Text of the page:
Chapter 4 focuses on relevant work of physicists Arthur Eddington and John Archibald Wheeler, who are linked conceptually by their theoretical views and practically through Wheeler’s student and long-time friend Peter Putnam, who wrote a large treatise on Eddington and introduced Wheeler to elements of Eastern philosophic thought. Breaking with classical physics, which sharply distinguishes observers from a supposedly independent, self-existent external world of objects under observation, both men envisioned a more important role for conscious observers—specifically, that by virtue of the manner in which they pose questions to nature they act as co-creators of experimental outcomes, and more generally that they serve as agents for the conversion of possibility into actuality (p. 83). Wheeler explored this subject in considerable depth, ultimately concluding that everything in the experienced physical world originates in a hidden immaterial “something” having information-theoretic characteristics. He often talked about this something in relation to a scenario in which the observer poses a series of questions to nature in binary (yes/no) form, thereby successively reducing an initially large array of possibilities to the one outcome that actually occurs, and of course each such decision can be thought of as generating one “bit” of syntactic Shannon-type “information”. Wheeler’s widely-quoted slogan “it from bit”, summarizing his vision of how the experienced world arises from an informational substrate, has often been misunderstood by others (including David Chalmers) in precisely this way, in effect interpreting it as saying “everything is (Shannon) information”, but Wheeler’s own views are more subtle and interesting. For him, meaning is what is really fundamental, and a new fact enters the observed universe specifically through the actions of a conscious observer actively participating in a “meaning circuit” linking that observer to what is being observed. As suggested by delayed-choice experiments, even some facts about the distant past might be established in this way by actions occurring now. A better translation of “it from bit”, say A&R, is therefore “everything is meaning” (p. 105; see also p. 31, p. 85, p. 104 note 33, p. 109, and p. 165). The chapter concludes by noting various resonances between the participatory realisms of Eddington and Wheeler and the work of other modern physicists including Niels Bohr, Max Born and Chris Fuchs.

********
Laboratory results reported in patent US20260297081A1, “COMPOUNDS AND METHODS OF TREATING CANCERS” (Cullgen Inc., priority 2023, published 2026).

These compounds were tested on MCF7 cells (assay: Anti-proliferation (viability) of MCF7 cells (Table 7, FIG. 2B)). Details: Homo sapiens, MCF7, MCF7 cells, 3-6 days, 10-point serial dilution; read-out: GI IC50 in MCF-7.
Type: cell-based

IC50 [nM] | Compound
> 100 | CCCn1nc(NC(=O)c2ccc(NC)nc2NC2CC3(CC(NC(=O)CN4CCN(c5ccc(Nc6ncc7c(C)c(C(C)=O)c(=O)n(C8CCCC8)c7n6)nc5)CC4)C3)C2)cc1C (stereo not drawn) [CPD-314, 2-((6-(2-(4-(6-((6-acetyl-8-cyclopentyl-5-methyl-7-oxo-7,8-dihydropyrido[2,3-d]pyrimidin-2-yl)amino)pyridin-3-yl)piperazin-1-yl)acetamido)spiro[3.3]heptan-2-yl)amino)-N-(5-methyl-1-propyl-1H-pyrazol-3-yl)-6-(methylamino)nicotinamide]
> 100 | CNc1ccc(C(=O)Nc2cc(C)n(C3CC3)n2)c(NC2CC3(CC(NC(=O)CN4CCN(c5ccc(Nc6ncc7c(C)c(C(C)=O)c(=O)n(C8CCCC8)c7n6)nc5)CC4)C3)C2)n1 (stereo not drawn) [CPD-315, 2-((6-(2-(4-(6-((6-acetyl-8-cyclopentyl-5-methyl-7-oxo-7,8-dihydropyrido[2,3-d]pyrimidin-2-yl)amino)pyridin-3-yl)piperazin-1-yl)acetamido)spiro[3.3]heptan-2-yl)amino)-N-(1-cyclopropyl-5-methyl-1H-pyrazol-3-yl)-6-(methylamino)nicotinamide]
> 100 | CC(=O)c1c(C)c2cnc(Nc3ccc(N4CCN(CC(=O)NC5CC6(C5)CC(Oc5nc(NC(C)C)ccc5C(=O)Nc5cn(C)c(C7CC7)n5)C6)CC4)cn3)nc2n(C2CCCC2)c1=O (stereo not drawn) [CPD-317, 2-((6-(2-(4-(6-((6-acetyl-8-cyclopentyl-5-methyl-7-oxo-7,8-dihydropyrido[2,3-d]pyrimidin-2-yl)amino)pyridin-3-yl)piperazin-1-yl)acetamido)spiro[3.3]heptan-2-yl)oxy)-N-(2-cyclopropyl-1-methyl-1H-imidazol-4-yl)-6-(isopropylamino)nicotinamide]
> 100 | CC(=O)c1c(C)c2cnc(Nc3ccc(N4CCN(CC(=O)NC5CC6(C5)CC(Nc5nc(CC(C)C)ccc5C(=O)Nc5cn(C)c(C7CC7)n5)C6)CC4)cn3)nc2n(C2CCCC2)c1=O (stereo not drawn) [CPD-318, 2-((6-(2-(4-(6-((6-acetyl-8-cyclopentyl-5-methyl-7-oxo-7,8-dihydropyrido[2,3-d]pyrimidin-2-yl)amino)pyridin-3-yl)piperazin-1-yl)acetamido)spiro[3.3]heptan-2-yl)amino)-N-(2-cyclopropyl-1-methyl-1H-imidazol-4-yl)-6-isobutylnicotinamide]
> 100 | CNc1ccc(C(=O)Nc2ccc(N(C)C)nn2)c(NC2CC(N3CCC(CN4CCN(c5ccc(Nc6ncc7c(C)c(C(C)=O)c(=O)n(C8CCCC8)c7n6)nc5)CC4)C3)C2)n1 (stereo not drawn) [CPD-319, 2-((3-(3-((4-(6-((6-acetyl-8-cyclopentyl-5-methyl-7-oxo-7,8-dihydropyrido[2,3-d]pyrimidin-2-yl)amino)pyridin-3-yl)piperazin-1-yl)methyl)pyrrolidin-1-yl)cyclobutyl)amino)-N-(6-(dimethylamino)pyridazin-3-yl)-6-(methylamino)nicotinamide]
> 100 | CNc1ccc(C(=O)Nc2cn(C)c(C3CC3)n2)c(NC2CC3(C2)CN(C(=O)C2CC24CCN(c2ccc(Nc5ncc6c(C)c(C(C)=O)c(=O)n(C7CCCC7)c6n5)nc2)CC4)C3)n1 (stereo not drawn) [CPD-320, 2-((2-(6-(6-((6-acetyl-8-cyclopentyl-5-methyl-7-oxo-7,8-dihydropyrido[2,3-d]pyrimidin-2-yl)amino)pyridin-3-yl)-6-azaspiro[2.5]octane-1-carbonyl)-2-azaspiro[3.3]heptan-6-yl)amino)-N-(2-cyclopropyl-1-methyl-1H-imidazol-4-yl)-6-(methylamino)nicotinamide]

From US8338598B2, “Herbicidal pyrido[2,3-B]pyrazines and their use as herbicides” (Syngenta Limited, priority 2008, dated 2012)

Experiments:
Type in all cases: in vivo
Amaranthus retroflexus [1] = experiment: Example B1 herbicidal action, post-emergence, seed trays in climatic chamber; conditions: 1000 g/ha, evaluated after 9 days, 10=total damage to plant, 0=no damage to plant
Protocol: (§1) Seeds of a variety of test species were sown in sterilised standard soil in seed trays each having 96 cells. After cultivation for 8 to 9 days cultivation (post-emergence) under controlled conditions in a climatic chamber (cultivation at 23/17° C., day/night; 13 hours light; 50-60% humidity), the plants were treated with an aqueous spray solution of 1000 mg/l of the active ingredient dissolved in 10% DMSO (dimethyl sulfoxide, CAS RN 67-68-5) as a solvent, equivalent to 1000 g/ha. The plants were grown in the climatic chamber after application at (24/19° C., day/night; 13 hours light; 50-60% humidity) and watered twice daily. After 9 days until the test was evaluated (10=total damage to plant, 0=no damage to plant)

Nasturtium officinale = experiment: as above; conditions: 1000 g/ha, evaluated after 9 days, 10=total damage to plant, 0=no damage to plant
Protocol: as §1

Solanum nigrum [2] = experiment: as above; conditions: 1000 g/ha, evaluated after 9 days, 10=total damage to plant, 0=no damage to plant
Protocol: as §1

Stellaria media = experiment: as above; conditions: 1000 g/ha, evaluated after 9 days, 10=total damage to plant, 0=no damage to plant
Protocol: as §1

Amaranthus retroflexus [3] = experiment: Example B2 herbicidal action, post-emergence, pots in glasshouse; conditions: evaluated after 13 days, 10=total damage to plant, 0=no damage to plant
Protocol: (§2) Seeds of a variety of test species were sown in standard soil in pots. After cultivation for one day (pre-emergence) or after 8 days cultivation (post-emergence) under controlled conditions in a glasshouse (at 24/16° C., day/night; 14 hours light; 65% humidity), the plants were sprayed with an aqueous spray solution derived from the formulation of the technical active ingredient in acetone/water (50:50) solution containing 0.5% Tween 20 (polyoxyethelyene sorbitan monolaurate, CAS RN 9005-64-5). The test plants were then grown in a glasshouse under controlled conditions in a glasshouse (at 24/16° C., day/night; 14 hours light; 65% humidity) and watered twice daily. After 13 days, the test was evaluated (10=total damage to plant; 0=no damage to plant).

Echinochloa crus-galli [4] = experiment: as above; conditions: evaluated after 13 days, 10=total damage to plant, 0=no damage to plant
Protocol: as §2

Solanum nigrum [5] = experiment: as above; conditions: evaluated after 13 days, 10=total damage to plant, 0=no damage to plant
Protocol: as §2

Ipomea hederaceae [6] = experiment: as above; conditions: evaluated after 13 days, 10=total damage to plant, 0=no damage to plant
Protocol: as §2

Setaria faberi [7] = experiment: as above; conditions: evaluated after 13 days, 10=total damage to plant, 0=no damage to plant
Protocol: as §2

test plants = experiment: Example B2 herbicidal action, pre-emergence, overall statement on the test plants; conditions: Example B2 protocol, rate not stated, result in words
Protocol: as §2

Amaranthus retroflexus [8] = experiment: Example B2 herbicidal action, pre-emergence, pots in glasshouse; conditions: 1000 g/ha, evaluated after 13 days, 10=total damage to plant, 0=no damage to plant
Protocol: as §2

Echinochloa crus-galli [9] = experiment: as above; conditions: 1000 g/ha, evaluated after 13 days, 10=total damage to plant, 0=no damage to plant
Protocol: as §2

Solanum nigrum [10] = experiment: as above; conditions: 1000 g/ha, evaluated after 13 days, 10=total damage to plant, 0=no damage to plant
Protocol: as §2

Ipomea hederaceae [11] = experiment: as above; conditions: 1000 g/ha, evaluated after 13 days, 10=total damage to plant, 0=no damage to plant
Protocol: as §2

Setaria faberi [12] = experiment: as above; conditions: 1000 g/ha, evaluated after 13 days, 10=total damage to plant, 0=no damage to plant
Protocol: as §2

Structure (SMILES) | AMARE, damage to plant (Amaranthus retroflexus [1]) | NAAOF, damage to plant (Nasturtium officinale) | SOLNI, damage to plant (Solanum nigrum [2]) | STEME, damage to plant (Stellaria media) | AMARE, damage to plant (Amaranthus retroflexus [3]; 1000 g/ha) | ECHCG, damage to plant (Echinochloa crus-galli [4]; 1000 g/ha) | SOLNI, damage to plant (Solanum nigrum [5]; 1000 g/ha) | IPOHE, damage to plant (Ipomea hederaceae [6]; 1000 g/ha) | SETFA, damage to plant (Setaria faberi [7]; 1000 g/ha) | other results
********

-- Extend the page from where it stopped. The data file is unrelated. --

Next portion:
Chapter 5 pairs David Bohm with his long-term collaborator Basil Hiley, portraying Bohm as the main source of their shared theoretical ideas and Hiley as securing and extending the technical foundations. Bohm’s views like those of Jung evolved constantly, but the parallels are certainly striking. Seager (2013, 2018) had already made a strong case for taking Bohm seriously as a dual-aspect monist and panpsychist, but A&R attempt to enlist him more specifically in support of their JPA variant. Bohm’s explicate order, like JPA’s epistemic mental and physical actuality, arises from a hidden implicate order in which all potentialities are enfolded (p. 124), and the unfolding is governed by meaning, which in Bohm’s case resides in his concept of active information (p. 133). Like JPA and Wheeler as well, Bohm portrays such meaning as giving form to actuality, functioning in effect like an Aristotelian formal cause. The implicate order is non-Boolean in character, and its elements are connected and ordered in terms of relations prior to those of space and time that we find in the explicate or actualized order (p. 141). It is also dynamic, filled with activity—a holomovement— and contains active elements analogous to Jungian archetypes. Here A&R cite the interesting example of Goethe’s Urpflanze or primordial plant (p. 140), construed by them as an archetype which acts like a generating function in mathematics to create an infinite variety of specific morphologies from an abstract template. In a further parallel with JPA’s stratified ontic domain, Bohm ultimately posited a hierarchy of levels within the implicate order itself, such that a given level can simultaneously be implicate with respect to a higher level and explicate with respect to a lower, accommodating a concept of “relative onticity” (p. 129). In a concluding section devoted to Bohm’s spiritual turn in dialogue with Krishnamurti, A&R note that Bohm was more open than Jung to the possibility that the hidden order terminates in a totally undifferentiated unity of some indescribable sort to which we humans potentially have experiential access, and that he found real hope in that direction for our individual and collective salvation.